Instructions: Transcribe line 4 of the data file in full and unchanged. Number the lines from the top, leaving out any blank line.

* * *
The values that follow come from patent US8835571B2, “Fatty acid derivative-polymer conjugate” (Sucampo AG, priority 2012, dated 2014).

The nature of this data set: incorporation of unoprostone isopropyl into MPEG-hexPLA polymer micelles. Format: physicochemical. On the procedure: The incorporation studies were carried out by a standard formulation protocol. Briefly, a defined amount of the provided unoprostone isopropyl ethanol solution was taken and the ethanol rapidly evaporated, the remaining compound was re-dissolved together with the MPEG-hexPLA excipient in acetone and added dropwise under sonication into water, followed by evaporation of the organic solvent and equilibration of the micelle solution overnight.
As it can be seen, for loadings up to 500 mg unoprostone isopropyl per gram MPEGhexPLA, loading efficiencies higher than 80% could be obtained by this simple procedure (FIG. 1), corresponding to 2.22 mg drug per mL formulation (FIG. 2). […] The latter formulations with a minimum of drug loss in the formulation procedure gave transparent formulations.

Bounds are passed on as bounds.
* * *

Bounds are passed on as bounds.